“Sentimental Stroll,” by Paul Verlaine, translated by Karl Kirchwey

A cool breeze blows through the poems of Paul Verlaine’s first book Poèmes saturniens, to appear together in English for the first time in Karl Kirchwey’s translations next spring by Princeton University Press.  As Kirchwey tells us in his affectionate introduction, the twenty-two year old’s langorous irony was both an assertion of a new poetic fusion of thought and sensuality and a rejection of the bourgeois norms of his day.  Kirchwey recalls Valéry’s observation of  “the dark and powerful mixture of mystical emotion and sensual ardor that develop in Verlaine”; Verlaine himself characterized the work late in life as “these Poèmes saturniens in which the self I was then breaks out, strange and a little fierce” (fantasque et quelque peu farouche).



The setting sun cast its final rays

And the breeze rocked the pale water lilies;

Among the reeds, the huge water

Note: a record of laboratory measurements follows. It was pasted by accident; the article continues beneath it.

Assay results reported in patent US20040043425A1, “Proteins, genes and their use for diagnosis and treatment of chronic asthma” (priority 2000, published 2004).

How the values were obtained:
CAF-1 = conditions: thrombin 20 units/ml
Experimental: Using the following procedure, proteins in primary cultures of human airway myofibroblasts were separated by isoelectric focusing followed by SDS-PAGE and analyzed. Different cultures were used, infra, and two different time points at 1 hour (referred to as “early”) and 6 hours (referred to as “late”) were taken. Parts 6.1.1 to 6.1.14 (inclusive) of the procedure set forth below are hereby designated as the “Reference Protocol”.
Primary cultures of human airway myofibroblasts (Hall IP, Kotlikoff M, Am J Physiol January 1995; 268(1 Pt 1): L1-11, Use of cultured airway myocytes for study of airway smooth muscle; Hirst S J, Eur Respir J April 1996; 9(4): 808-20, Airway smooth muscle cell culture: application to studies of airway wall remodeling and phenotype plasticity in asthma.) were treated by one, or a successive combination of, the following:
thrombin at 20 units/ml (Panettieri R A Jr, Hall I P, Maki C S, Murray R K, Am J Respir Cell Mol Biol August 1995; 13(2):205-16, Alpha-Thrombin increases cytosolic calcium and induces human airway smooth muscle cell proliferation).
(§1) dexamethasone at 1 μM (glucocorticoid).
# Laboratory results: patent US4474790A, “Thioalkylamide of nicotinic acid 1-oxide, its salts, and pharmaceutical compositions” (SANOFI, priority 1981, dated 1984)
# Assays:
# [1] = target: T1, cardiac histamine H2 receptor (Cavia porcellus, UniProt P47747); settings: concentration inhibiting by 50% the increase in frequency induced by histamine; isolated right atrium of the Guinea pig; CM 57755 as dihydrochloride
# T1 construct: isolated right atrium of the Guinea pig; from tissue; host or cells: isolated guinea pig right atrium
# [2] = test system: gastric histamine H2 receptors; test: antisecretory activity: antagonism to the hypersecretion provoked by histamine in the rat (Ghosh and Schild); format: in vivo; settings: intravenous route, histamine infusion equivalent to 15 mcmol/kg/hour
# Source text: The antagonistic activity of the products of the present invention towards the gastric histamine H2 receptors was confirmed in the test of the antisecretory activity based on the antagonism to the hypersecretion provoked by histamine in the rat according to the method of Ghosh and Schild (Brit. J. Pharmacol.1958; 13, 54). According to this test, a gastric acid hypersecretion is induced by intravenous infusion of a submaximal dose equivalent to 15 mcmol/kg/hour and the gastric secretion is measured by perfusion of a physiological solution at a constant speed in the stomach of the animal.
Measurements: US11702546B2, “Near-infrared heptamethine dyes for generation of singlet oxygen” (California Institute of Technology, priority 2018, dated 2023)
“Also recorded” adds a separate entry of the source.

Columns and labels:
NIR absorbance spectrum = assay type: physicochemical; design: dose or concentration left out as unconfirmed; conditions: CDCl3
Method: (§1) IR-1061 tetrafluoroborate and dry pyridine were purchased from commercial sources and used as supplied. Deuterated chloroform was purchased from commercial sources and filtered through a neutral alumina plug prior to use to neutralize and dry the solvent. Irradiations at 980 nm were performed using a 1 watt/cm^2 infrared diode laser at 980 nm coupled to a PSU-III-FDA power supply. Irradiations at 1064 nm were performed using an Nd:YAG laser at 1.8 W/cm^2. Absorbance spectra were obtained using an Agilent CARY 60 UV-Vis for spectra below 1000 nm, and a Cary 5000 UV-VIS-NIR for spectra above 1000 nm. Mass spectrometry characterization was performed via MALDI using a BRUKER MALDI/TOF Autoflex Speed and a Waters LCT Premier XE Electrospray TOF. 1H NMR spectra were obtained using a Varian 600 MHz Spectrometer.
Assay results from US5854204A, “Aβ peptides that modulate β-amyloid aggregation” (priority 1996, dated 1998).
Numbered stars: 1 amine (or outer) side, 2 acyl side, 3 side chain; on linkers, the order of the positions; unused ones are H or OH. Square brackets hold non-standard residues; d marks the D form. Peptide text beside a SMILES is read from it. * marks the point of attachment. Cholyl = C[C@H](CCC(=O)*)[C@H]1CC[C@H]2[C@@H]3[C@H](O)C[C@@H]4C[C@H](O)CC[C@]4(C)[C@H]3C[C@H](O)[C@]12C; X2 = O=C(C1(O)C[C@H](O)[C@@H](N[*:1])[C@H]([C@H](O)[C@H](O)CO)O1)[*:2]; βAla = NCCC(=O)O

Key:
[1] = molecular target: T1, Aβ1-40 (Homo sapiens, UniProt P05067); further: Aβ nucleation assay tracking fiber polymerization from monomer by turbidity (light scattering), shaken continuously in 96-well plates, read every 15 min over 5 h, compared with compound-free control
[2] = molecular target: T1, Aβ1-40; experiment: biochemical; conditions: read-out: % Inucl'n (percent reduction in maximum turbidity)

Lilies shone sadly on the calm water.

Me, I wandered alone, walking my wound

Through the willow grove, the length of the pond

Where the vague mist conjured up some vast

Despairing milky ghost

With the voice of teals crying

As they called to each other, beating their wings

Through the willow grove where alone I wandered

Walking my wound; and the thick shroud

Of shadows came to drown the final rays

Of the setting sun in their pale waves

And, among the reeds, the water

Lilies, the huge water lilies on the calm water.


Read more in Little Star 2010.

Hear songs based on the poetry of Verlaine by Debussy, Fauré, and others here

Karl Kirchwey was just named Andrew Heiskell Arts Director at the American Academy in Rome (read more here). He is on leave as Professor of the Arts and Director of the Creative Writing Program at Bryn Mawr College, and for many years he served as the director of the Unterberg Poetry Center of the 92nd Street YM-YWHA in New York.

His own books include  A Wandering Island, Those I Guard, The Engrafted Word, At the Palace of Jove, The Happiness of This World: Poetry and Prose. Portions of his long poem in progress, Mutabor, will appear in Little Star 2011. A sixth volume of poems, Mt. Lebanon, will be published next spring.

Read poems by Karl Kirchwey in The New Yorker, Poetry, and The New Criterion

Hear Karl Kirchwey read “Fireflies” and “Wissahickon Schist” on Slate

Read LS’s Mary Jo Salter on Kirchwey here, and Kirchwey on LS’s Derek Walcott here.